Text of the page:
In the last several blog posts, we have looked at how betrayed partners experience attachment shame. This shame occurs when betrayed partners feel the disconnection that betrayal brings, as well as when they allow themselves to reconnect with the person who betrayed them.
Looking at attachment shame helps us understand more about the dynamics of attachment ambivalence and the all-too-common dance of connection and disconnection. But it does not help us answer the core question that betrayed partners wrestle with: What does the betrayal say about me?
Often, betrayed partners are caught in the cycle of shame and attachment ambivalence. They ride the emotional rollercoaster from connection to disconnection and back; over and over without understanding what is happening. The shame is felt and the question, “What does it say about me?” is asked, but the underlying issues are rarely excavated, brought into awareness, and resolved.
Betrayed partners need help and support getting to the crux of this important question. They must face and explore their shame, with therapeutic assistance, if they wish to resolve the attachment dilemma and experience emotional and relational freedom.
Below is an exploration of some of the issues that tend to drive the feelings of attachment shame that betrayed partners experience. Not all of these issues will apply to you, but it’s likely that you will identify with at least one or two. And that identification will help you better understand what drives your version of attachment shame so you can move toward resolving it.
Unhealthy or Toxic?
One of the things that drives attachment shame for betrayed partners is confusion about the difference between behavior that is troublesome and needs to change for the relationship to survive versus toxic behavior that is unlikely to change and will be costly to the betrayed partner’s emotional and mental health if the partner chooses to stay connected. One of the reasons betrayed partners feel shame about their desire for connection is that they are trying to determine if they are working to maintain a relationship that should end in the name of their own health and healing.
As a therapist, I have many years of experience working with betrayed partners who’ve faced behaviors all along the healthy/unhealthy continuum. However, most betrayed partners do not have the luxury of this experience to draw on as they try to assess their specific situation. They are looking at a sample size of one, their significant other, and trying to figure out what the prognosis for healing really is. As a result, betrayed partners often fear they are making the wrong decision and are staying with someone they really should leave. This doubt feeds the shame they feel when they allow themselves to reach for relational connection with the cheater. What if they are making the wrong decision? And if they are, what does this say about them?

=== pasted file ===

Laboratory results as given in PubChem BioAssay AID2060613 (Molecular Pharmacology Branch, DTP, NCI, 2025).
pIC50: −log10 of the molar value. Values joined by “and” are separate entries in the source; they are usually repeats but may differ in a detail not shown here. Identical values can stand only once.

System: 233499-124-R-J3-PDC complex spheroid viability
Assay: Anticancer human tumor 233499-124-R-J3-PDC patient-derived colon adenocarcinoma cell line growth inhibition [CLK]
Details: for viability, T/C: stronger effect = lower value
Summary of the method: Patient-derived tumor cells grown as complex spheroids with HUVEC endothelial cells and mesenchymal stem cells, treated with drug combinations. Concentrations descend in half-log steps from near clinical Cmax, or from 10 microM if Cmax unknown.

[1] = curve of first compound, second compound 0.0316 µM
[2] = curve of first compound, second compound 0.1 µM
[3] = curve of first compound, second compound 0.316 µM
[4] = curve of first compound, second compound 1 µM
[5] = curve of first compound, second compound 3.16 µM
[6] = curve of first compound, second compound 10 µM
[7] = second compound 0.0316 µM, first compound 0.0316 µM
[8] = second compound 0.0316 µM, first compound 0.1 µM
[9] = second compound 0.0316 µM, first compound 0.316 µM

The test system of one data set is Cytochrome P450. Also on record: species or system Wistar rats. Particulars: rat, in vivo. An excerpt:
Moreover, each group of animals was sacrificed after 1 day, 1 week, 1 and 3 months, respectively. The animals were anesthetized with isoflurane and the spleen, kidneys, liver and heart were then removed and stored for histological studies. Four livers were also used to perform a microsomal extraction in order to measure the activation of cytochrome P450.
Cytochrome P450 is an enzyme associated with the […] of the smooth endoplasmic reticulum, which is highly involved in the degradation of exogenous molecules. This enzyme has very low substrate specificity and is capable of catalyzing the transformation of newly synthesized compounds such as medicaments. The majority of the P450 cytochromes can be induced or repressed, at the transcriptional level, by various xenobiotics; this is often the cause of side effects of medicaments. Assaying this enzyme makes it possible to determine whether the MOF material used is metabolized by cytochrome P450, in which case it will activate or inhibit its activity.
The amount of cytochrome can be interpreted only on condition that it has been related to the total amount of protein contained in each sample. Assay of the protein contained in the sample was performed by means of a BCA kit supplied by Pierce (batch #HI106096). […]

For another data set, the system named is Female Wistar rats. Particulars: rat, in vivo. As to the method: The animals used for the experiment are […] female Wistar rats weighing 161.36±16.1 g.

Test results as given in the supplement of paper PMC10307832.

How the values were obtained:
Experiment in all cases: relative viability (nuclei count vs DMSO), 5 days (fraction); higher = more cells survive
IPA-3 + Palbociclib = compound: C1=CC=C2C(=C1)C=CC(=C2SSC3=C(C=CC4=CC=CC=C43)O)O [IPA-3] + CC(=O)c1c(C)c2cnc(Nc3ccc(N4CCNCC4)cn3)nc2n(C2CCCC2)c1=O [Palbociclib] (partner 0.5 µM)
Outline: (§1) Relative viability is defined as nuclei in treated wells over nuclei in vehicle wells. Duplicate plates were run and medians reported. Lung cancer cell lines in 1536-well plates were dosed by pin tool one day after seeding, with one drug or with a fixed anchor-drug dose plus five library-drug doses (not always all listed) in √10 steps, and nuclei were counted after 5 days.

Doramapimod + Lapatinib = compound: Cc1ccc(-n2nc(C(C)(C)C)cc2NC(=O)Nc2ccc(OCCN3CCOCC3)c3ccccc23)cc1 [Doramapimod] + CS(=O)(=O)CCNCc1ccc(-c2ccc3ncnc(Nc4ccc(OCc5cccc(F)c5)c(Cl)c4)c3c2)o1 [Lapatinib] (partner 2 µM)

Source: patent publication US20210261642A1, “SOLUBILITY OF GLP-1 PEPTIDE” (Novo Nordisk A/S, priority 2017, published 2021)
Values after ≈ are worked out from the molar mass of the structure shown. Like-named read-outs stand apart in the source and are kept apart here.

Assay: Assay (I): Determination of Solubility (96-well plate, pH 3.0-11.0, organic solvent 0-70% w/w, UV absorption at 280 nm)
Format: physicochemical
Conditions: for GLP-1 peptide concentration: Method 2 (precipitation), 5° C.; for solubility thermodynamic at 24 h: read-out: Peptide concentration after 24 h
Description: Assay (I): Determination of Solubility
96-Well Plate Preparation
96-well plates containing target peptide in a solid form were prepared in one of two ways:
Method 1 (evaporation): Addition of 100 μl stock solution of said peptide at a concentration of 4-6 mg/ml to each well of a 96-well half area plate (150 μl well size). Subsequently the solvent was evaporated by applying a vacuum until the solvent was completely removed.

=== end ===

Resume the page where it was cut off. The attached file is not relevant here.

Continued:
Sadly, I believe this is an area where therapists are sometimes quite unhelpful. In the name of withholding judgment and supporting the dignity and inherent worth of each human being, a practice I fully support, therapists can, at times, leave betrayed partners stuck in confusion and uncertainty. There are times when clients need therapists to weigh in about what the realities of their situation are.
I sometimes see clients who are married to sex addicts blame every dysfunctional behavior the addict exhibits on the addiction. I have more than once pointed out to a client that the vast majority of the sex addicts do not exhibit behaviors X, Y, or Z in an effort to help them understand the scope of the issues in their relationship. I have also been very clear with clients about what things might change and what things are unlikely to change so they can make informed decisions about the relationship.
Betrayed partners sometimes need this type of help from the experts supporting them. Without it, they struggle to sort through the issues confronting them post-discovery and to gain a clear picture of their significant other and their relationship. It is only with the clarity that their support system can help them achieve that they begin to feel more confident in their decision to stay in or leave the relationship. Making an informed decision in this way also helps them move toward resolving the attachment shame they feel about staying or leaving.
In next week’s post, we will look at a second issue that impacts partner attachment shame – the issue of whether you are staying, or you are stuck.